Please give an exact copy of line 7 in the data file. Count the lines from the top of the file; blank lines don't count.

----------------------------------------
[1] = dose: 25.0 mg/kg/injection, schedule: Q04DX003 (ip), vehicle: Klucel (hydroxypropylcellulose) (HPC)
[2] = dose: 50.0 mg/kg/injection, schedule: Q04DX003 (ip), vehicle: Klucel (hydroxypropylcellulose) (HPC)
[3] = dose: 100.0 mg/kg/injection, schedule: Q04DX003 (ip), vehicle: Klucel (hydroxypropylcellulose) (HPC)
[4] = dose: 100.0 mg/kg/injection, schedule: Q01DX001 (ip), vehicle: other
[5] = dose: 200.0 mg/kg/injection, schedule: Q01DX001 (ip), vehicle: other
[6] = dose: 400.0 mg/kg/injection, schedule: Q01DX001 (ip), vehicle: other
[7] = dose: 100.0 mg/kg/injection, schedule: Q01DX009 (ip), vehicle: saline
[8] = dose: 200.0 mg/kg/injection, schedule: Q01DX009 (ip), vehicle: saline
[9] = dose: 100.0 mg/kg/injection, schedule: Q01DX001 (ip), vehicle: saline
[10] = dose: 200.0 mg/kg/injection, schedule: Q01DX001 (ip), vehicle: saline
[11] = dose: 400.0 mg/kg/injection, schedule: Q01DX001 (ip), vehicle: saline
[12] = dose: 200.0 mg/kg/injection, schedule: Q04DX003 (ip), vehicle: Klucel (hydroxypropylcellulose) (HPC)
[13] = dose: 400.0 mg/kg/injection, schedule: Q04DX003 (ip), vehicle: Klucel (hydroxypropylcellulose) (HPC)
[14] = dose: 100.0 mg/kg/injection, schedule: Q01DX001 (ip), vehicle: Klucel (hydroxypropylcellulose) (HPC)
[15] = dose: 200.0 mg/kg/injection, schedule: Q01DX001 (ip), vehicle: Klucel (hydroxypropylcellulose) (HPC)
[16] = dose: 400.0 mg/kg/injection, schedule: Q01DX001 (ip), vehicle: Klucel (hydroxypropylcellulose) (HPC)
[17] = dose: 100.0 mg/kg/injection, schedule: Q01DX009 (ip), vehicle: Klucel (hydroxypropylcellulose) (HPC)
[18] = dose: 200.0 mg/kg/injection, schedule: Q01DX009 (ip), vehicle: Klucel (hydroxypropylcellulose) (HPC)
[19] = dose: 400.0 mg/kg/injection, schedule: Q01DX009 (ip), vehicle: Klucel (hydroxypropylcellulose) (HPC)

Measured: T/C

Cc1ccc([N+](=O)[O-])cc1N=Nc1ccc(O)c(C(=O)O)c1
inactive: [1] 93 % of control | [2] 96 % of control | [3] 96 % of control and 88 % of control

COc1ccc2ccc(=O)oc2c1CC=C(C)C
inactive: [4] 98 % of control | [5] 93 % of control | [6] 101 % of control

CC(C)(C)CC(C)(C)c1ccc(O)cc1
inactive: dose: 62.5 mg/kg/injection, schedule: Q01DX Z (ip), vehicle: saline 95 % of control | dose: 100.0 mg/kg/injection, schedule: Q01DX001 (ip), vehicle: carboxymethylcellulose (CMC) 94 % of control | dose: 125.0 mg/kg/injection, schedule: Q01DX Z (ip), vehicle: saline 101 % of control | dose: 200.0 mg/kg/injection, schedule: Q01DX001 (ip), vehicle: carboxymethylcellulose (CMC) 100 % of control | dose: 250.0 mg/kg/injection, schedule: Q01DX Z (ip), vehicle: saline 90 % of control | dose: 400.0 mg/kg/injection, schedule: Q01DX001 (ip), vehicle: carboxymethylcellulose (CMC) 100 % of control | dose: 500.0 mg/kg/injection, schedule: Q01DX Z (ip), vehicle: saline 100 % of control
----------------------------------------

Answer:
[7] = dose: 100.0 mg/kg/injection, schedule: Q01DX009 (ip), vehicle: saline